Reality Road Kill (work in progress!!!!)

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When Paul wakes up Monday morning, Maggie is dressing for work.

“Hey Sleepyhead. You almost missed your show.” She turns to face him, zipping up her grey skirt alongside her hip.

“You’re wearing a skirt. I thought black pant suits are the uniform for you executive types.”

“I feel like wearing dresses these days,” she says, and buttons her white shirt until it covers up her pink lacy bra.

Maggie seems happy, which makes him happy for her, but also makes him realize how frustrated he still is, and just how little his angst plagues her anymore.

“I’m going to the bank before work today. I can write you a check for half the money I owe you,” Paul says.

“What about the money you owe on your car? Shouldn’t you pay that first?”

“No. I think it’s more important to pay you back.”

“Okay. Thank you very much.” She picks up her purse and her keys. “Another late night tonight?”

“Yeah, but only two more weeks and it’s done.’

“Don’t worry, they’ll fly by.” She leans over the bed and kisses him fast, then is out the door.

Paul tries to sleep but he can’t stop thinking about his bills, his film, then the English actor Rupert, and then Dwight, and Victor, and Joel, and then his bills again...

He finally jumps in the shower to stop his mental spin cycle.

He considers driving his car to the bank, but when he steps outside the repo men are already parked and waiting for him in their brown Cutlass Impala. The smaller guy smiles and waves from the front seat.

“The dealership would still like to have its car back, Mr. Franti.”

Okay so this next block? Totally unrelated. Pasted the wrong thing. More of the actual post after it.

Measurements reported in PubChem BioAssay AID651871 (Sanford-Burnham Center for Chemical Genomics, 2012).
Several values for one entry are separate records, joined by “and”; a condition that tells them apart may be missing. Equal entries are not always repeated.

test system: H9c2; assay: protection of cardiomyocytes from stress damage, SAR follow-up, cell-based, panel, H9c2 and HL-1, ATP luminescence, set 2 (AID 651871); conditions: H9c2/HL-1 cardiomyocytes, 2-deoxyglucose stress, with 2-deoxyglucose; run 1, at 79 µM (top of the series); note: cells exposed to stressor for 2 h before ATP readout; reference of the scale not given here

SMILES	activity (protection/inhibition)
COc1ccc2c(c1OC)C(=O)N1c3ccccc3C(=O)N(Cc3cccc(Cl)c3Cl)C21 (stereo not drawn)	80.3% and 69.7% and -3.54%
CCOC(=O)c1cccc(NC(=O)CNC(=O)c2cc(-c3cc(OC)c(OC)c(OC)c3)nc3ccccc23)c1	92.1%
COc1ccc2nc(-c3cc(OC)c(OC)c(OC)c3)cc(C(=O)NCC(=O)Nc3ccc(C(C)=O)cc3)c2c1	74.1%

“I’m going to put money in the bank right now.”

“They don’t want your money anymore. They want their car.”

“We see each other a lot. What’s your name anyway?”

The repo man laughs. “You want to know my name? Fuck you, you deadbeat loser. I’ll tell you my name when you tell me where you’re hiding that car.”

Paul walks down the street, and the brown Cutlass follows him. He rides the bus to the bank, he deposits his checks and buys toothpaste and shampoo, and the brown Cutlass trails him the whole time. They even follow him back to Maggie’s, slowly keeping pace with him as he walks up the street to her gate.

“All this for a stupid $25,000 Camry!” the small repo man shouts. “You’re a loser Franti! Fuck you!” and the Cutlass speeds away.

It’s 3 p.m. Paul sits at the computer for an hour and stares at page fourteen of his screenplay about the genetically altered super kids until it’s time for work. He’d just enjoyed 36 hours off, the most time since he started the project. He grabs his jacket, locks the apartment, goes out the front gate – and spots Joel Cuvney parked in his Silver Lexus.

“You want a ride to work?”

Paul hesitates.

“Come on, don’t tell me you’d rather ride the bus,” he laughs.

Dwight wouldn’t be happy if he took the ride. But how much loyalty does he feel for Dwight and Victor anyway? During the last four weeks of shooting there has been zero camaraderie, mostly because there is no downtime to even chat and get to know one another. They were either working, peeing, eating, drinking, commuting or sleeping. In six weeks, he’d spoken less than an hour total to Dwight and Victor combined, probably. Paul could probably get to know Dwight better if he tried harder, but Dwight isn’t trying either. And here is Joel, making the effort to meet him at Maggie’s front door.